Me Too movement rattles Turkey’s literary world

Turkish literary scene becomes a new battlefront in the women’s movement as female writers, editors and translators pour out their stories of abuse and one author commits suicide.

al-monitor Demonstrators wearing protective face masks hold up placards reading "Whore" (L) and "Girl Power" during a demonstration for better implementation of the Istanbul Convention and Turkish Law 6284 for the protection of the family and prevention of violence against women, in Istanbul, Turkey, on Aug. 5, 2020. Thousands of women in Turkey took to the streets to demand that the government does not withdraw from a landmark treaty on preventing domestic violence. Photo by YASIN AKGUL/AFP via Getty Images.

Dec 17, 2020

“He sent me a photo of his penis, peeking from green and purple plaid boxers, with the message ‘see how it stiffens at the sound of your voice … you must come … and take care of it,’” an author known as “Franz Kafka of Turkey” sexted a novice writer 12 years ago. This gruesome scene in a detailed account of author Nazli Karabiyikoglu is one of the many testimonies by women who took the pen — and the keyboard — to name and shame sexual predators in Turkey’s literature and publishing sectors.

Ever since Dec. 8, the hashtag uykularinizkacsin (liberally translated as "loseyoursleep") has turned an accusing finger at half a dozen male authors with skeletons in their closets. The disclosures were followed by a flurry of recalled awards, publishing house statements on “parting ways with the men charged” and, tragically, the overnight suicide of one of the men accused. After a week, this belated Me Too movement in Turkey shows no signs of slowing. On the contrary, there are signals that it could spill over into academia and the world of journalism.

In an article aptly titled “We could not even dare admit to ourselves that we were harassed,” Karabiyikoglu explains how she sought the mentorship of Toptas, an award-winning author, when she was in her early 20s. She recalls her confusion, despair and self-blame when the author she considered a "demi-God” started telling her of his marital troubles, his need to “breathe in” her reckless youth and his desire to have sex with her.

“It took me 12 years to realize that what he had done was harassment,” she wrote. “Pelin (Pelin Buzluk, another author who said she had been harassed by Toptas) and I hung ourselves every night [thinking it was somewhat our fault] … because the Master, by definition, was above reproach. … Living with the guilt and the sense that ‘I deserved that,’ we bowed our head whenever a man approached us and dared not speak out, even to friends and family.”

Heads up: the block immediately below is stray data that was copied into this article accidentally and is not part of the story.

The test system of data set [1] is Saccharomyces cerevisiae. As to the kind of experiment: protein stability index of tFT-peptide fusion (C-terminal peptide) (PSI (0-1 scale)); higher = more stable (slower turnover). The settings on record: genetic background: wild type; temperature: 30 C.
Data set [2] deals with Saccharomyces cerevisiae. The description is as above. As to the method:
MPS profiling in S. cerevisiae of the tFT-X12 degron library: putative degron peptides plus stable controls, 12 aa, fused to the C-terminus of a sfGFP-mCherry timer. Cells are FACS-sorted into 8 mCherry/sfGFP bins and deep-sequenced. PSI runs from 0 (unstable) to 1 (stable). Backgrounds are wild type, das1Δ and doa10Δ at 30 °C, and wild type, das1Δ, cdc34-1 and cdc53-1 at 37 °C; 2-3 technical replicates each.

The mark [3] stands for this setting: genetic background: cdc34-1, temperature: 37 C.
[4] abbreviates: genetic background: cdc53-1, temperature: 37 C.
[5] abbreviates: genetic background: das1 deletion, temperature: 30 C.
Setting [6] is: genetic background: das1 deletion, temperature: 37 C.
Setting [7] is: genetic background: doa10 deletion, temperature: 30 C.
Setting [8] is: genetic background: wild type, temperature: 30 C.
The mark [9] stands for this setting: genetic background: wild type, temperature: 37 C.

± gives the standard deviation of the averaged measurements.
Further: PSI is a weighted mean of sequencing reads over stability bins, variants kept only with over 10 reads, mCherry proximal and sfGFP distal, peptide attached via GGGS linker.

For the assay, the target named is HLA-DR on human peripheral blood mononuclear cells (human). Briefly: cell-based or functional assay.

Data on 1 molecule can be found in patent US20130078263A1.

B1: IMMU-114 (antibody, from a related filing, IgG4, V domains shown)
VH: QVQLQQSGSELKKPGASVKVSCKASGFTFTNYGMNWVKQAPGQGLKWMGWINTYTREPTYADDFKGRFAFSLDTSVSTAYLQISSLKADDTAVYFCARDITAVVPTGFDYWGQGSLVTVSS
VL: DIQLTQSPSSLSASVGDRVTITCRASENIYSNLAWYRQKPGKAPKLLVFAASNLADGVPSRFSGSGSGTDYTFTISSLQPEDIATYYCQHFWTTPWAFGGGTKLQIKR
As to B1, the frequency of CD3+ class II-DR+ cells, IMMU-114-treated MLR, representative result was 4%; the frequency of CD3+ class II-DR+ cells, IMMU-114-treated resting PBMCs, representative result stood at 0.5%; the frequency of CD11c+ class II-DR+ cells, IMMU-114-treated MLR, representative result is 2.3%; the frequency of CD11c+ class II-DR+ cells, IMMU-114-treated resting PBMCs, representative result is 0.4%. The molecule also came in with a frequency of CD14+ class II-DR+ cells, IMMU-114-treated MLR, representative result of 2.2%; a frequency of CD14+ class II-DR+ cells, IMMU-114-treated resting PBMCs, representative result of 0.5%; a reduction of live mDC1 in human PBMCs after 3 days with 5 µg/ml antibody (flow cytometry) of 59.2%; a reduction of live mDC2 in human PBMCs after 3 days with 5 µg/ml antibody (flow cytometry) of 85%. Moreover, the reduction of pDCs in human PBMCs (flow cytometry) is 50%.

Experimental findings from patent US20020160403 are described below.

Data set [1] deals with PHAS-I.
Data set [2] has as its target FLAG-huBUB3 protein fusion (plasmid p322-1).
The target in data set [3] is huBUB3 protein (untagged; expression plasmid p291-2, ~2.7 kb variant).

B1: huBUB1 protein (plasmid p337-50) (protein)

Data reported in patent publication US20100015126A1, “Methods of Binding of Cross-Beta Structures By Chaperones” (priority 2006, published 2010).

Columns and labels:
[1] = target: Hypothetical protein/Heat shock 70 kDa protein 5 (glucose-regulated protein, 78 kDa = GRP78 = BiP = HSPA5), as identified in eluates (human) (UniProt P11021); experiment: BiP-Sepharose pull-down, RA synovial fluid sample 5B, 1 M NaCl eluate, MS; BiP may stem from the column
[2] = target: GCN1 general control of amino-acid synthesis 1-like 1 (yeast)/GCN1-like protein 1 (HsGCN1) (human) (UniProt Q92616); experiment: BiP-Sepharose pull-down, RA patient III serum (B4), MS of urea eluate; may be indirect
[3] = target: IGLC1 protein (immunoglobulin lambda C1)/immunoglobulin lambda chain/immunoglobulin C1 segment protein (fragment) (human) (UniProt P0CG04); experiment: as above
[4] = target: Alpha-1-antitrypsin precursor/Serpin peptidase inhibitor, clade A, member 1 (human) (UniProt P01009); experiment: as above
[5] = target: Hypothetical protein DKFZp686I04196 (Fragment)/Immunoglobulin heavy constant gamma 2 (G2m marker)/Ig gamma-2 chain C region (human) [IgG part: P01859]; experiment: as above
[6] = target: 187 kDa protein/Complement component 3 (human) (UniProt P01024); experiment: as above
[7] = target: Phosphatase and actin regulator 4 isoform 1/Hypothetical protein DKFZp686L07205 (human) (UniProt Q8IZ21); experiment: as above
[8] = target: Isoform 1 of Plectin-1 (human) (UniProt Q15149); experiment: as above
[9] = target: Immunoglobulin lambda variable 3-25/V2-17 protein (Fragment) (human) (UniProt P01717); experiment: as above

“I could not tell my husband what happened,” Buzluk tweeted last week after a Twitter user by the name of LeylaSalinger wrote of the abuses she faced in the literary world and invited others to speak out. LeylaSalinger and Buzluk then produced an email address — — where women who had been harassed could tell their stories. Hundreds of stories had poured in within a week.

As half a dozen names of alleged predators started to circulate on social media and in newspapers, publishing houses quickly declared their support for the women and announced they were severing ties with the named authors. Everest Publishing House, which has been publishing Toptas’ works, announced they were parting ways with the author.

Saadet Ozen, the publishing house’s female editor-in-chief, said Everest would stand behind the female writers “as long as she stayed in her post.” Writers Syndicate of Turkey urged adding anti-harassment articles to copyright agreements and offered legal support to the victims of harassment who wanted to take their claims to court.

Several literary juries — including the Turkish Journalist Association, which gives out the prestigious Sedat Simavi Award — recalled the awards they have given to Toptas. The author quickly issued an apology, saying he was sorry “if he did cause any pain.” But his apology was considered both insincere and calculated by the victims and other authors.

Then events took an even more dramatic turn as Ibrahim Colak, a 56-year-old author book store owner, hung himself in his house in Ankara on Dec. 10. 

“This is not the ending that I had planned. I had merely wanted to be a good person and it seems I failed in that. I can no longer bring myself to my wife, children, and friends,” he tweeted in his suicide note, adding that he was sorry.